“The Internet’s principal revenue model leads to misaligned incentives between users, advertisers, and content providers, essentially creating a race to the bottom. Industry wields the most political and economic power, so it is up to users and user agents [web browsers] to advocate for the interests of people.”
What are those cheeky corporations up to this week?
What kind of data will reputation services and data brokers sell? This week, Aran Khanna has shown how much can be understood about you from the location data in Facebook Messages. As your location is shared automatically with every message you send on Facebook, anyone you message can easily plot your locations to the accuracy of one metre using Aran’s browser extension. If this is what Aran can do by simply scraping the publicly-available data, imagine what Facebook can do with its private collection of data and algorithms…
Google have announced that they will now host and sync all of your photos and videos for free, forever. With hosting and backups being expensive, it’s inevitable that many people will be baited into giving Google a huge amount of their personal information. As Xavier Bertels points out, Google’s algorithms for analysing images are incredibly accurate, and an Artificial Intelligence scientist working for Google says they’ve developed a “plausible path from the current software to a more sophisticated version that would have something approaching human-like capacity for reasoning and logic.” In just a few years, Google will surely know more about you from your photos than you do about yourself.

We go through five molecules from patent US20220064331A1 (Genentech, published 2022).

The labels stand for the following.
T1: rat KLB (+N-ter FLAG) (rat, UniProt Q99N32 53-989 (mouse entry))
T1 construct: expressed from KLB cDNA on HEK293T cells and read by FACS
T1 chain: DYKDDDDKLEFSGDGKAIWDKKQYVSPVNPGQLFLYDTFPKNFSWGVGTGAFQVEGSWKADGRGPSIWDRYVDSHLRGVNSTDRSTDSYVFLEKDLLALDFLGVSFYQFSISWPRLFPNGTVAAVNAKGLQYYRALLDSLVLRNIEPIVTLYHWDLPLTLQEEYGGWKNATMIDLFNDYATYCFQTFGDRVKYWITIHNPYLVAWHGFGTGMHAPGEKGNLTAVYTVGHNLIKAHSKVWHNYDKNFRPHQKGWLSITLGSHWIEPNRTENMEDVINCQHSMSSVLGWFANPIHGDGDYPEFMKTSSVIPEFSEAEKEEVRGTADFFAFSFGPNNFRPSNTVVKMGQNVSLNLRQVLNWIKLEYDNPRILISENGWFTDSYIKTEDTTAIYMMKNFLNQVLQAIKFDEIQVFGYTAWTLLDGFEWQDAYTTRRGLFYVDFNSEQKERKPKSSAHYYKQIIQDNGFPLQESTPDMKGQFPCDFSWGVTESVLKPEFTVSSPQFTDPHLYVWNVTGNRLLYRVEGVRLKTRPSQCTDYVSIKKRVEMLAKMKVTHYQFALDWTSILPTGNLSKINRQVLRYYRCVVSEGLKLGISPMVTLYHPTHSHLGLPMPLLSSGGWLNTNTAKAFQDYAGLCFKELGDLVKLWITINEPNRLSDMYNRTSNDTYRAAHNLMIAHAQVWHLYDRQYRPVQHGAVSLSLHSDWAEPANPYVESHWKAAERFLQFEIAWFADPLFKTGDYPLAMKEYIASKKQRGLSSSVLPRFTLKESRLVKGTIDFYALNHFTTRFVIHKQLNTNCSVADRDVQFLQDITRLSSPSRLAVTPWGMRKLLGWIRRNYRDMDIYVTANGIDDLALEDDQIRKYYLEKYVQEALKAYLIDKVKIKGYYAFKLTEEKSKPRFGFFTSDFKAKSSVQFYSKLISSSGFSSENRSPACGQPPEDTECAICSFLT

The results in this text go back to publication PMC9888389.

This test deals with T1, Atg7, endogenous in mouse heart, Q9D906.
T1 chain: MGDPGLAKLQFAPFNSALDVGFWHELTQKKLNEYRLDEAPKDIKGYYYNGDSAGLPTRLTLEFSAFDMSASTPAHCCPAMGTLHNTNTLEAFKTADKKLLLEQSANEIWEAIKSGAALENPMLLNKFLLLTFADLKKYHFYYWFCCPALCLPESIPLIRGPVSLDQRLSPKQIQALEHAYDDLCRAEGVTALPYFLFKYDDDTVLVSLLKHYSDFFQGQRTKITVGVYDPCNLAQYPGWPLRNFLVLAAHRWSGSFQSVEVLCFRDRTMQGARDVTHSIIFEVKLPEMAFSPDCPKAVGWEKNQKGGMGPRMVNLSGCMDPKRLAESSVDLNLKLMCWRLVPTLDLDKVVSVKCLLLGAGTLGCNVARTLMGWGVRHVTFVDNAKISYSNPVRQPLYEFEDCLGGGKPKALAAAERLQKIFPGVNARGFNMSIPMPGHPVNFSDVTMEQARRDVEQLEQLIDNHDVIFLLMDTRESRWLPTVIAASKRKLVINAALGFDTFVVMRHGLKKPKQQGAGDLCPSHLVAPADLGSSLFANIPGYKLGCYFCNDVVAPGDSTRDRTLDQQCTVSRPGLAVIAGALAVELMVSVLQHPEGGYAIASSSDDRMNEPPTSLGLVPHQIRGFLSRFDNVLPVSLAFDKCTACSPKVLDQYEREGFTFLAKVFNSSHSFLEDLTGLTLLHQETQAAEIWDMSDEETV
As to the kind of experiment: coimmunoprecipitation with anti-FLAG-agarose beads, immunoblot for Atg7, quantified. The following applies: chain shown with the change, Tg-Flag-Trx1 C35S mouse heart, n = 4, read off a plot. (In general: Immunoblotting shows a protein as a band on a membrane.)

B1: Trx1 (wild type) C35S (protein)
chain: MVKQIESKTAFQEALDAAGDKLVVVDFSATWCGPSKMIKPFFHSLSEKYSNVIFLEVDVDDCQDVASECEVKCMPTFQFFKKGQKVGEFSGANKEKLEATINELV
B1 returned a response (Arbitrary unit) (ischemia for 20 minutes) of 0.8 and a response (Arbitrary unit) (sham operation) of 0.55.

Google and Apple
Representatives from Apple and Google have attended a spy summit in a remote English mansion. Representatives in policy, privacy, and security roles at these companies met with surveillance and security agencies from the UK, US, Europe, Canada and Australia to discuss the “line between privacy and security” in the wake of the Snowden revelations.
The Intercept posits that “Hannigan [GCHQ chief] may have viewed the event as an opportunity to rein in his rhetoric and attempt to gain the trust of the tech giants.” Both Apple and Google have been speaking publicly about increasing security and resisting government requests for data, but Google won’t encrypt all its users’ data so that Google can’t access it, leaving people vulnerable. And every tech company in these countries’ jurisdictions could be forced to give governments back door access to users’ data without informing the users.
Russia, not concerned about breaking ties with massive corporations, is already demanding bloggers’ data from Google, Twitter and Facebook, threatening that it will block any services that do not comply with its internet laws. In a terrifying violation of civil liberties, Russia is using blocking as censorship to target Russian citizens who call for “unsanctioned protests and unrest,” and leaving web services with unencrypted data no choice but to participate in the censorship.
Two years of Edward Snowden